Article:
Pop Warner football has been around since 1929, when founder Joseph J. Tomlin established a small youth football league in Philadelphia to keep neighborhood kids out of trouble. The league has grown to over 400,000 participants in all 50 states, plus teams in Mexico and Canada [source: Pop Warner]. The annual Pop Warner Super Bowl is played at Disney World and broadcast on ESPN.
Pop Warner football -- named after legendary college football coach Glenn Scobey "Pop" Warner -- has always emphasized success on and off the field. Kids ages 5 through 16 must maintain a 2.0 grade point average (on a 4.0 scale) or 70 percent (roughly C-) average to play. There are no tryouts, no cuts and everybody plays. The culture breeds dedication, self-discipline and talent: Between 60 and 70 percent of NFL athletes played Pop Warner football as kids [source: Active.com].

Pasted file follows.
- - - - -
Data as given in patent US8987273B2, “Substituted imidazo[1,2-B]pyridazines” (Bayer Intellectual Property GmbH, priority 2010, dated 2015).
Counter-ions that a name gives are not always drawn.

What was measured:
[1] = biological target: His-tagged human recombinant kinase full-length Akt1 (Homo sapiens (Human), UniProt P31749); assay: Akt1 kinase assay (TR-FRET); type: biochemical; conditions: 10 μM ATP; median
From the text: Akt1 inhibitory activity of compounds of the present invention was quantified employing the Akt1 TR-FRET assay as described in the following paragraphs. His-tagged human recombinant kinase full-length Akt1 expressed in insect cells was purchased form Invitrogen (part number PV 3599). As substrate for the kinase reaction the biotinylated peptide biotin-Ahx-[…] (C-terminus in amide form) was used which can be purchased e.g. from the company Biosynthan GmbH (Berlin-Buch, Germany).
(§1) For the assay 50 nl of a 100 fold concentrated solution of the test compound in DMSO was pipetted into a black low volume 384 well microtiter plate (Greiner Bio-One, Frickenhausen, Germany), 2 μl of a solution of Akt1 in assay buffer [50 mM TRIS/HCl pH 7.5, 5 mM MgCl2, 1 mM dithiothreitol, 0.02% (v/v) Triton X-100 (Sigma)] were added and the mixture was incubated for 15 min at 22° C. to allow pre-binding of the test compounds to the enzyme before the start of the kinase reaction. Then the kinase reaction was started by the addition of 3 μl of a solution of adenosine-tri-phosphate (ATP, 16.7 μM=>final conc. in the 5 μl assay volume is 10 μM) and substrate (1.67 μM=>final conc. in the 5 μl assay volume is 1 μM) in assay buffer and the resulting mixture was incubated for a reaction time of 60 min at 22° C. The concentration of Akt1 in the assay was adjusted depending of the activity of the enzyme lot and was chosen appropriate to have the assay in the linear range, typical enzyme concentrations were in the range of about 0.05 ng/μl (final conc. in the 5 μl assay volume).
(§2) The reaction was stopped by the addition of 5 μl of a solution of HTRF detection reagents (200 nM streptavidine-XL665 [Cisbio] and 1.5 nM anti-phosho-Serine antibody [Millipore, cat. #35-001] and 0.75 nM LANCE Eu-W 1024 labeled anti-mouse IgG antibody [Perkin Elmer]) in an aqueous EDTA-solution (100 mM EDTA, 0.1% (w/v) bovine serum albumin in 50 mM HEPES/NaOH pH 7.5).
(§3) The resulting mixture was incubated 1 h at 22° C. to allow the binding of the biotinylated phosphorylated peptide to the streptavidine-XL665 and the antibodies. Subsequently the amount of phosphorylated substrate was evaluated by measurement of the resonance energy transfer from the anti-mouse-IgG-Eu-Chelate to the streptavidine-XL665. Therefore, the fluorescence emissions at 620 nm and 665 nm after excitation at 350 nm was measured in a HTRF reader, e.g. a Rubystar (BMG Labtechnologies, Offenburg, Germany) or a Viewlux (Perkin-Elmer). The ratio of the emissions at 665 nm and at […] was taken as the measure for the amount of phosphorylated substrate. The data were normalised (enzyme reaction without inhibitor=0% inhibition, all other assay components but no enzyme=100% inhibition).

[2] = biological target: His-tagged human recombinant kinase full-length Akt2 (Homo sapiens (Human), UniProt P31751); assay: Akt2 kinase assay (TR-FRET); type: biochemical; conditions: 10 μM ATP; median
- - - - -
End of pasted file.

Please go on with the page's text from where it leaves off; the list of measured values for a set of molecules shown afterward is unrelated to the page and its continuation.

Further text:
In 1983, Pop Warner introduced flag football as a no-tackle option for younger athletes. As of 2004, there were 883 flag football teams nationwide, mostly reserved for players between 5 and 7 years old. Flag football helps kids learn the fundamentals of the game without worrying about pads, helmets and hitting.
Coaching a flag football team can be deeply rewarding, but don't expect it to be easy. Coaching young athletes has its own set of unique challenges: short attention spans, sensitive feelings, difficult parents and more. But as their coach, you have the opportunity to teach important life lessons: the value of hard work, good sportsmanship, risk-taking, and respect for themselves and others.
Follow our five helpful tips to get the most of your flag football coaching experience.